(Philadelphia, PA) -While studying the proteins in pancreatic beta (b) cells - the cells that produce insulin - researchers at the University of Pennsylvania Medical Center discovered how the protein enzyme Akt1 can cause mice b cells to grow larger and produce more insulin. Their findings, published in this month's Nature Medicine, have direct implications for the current need to increase the number of human pancreatic cells available for transplant to diabetic patients.

"The mice bred to produce excess Akt1 protein were more tolerant of glucose and more resistant to diabetes - in fact, we simply could not give them diabetes when we tried," said Morris J. Birnbaum, MD, PhD, associate director of the Penn Diabetes Center and professor in the Penn Department of Cell & Developmental Biology and an investigator in the Howard Hughes Medical Institute. "The increase in Akt1 directly leads to an increase in the size, amount, and total production of insulin by b cells."

In the United States, diabetes is the seventh leading cause of death and currently effects over 15 million people. Medical science recognizes two forms of diabetes. Type 1 diabetes results from the immune system's destruction of pancreatic b cells. Type 2 diabetes results when the body cannot either produce enough insulin or properly use the insulin it does produce. Without insulin, the body cannot utilize glucose - blood sugar - which can lead to a variety of debilitating illnesses, including heart disease, blindness, and kidney failure.

Recently, surgeons have met with success in treating the disorder by transplanting clusters of pancreatic cells, called islets, into diabetic patients. Transplanted islets, which include b cells, have been shown to reestablish the production of insulin in the pancreas. Unfortunately, the demand for islets far outweighs the supply.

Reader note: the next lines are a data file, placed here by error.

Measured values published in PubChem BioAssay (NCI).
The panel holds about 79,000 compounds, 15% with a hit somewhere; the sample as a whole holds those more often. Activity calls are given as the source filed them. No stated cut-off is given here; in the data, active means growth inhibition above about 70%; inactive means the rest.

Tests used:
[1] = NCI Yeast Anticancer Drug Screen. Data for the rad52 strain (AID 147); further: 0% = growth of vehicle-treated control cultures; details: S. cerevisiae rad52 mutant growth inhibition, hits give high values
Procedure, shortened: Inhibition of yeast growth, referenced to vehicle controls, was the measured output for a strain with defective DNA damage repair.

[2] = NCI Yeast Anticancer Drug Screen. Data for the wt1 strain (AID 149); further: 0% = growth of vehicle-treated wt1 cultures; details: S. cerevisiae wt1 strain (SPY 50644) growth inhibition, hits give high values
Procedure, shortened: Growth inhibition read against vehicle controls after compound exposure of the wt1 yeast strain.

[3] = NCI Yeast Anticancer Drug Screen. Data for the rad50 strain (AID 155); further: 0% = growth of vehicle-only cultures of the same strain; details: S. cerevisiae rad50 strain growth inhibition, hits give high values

"What makes our findings so interesting, clinically, is the potential to enlarge our pool of b cells for transplant," said Birnbaum. "We see that Akt1 causes more plentiful, and bigger, b cells - they are plump, well fed cells."

The Penn research team, spearheaded by graduate student Robyn Tuttle, began this study to look specifically at the role of Akt1 in living organisms in order to evaluate the protein's possible role in the b cell loss that causes diabetes. Previously, studies of Akt1 in cell cultures determined that the protein had an important role in assisting the function of insulin and helping cells convert glucose into energy. After failing to induce diabetes in their experimental mice by killing b cells, Birnbaum and his colleagues found that there was a significant increase in both b cell size and the total mass of the islets.

According to Birnbaum, Akt1 is a potent factor in deciding the size of cells in mammals. One view is that insulin signaling through Akt1 leads to a coordinated increase in cellular metabolism, which results in bigger cells and an increase in the amount of proteins the cells make. The interplay between insulin and glucose is, in essence, the story of how our bodies derive energy from the food we eat. The Akt1 protein has an important, behind-the-scenes, role in putting that story in motion and coordinating the events.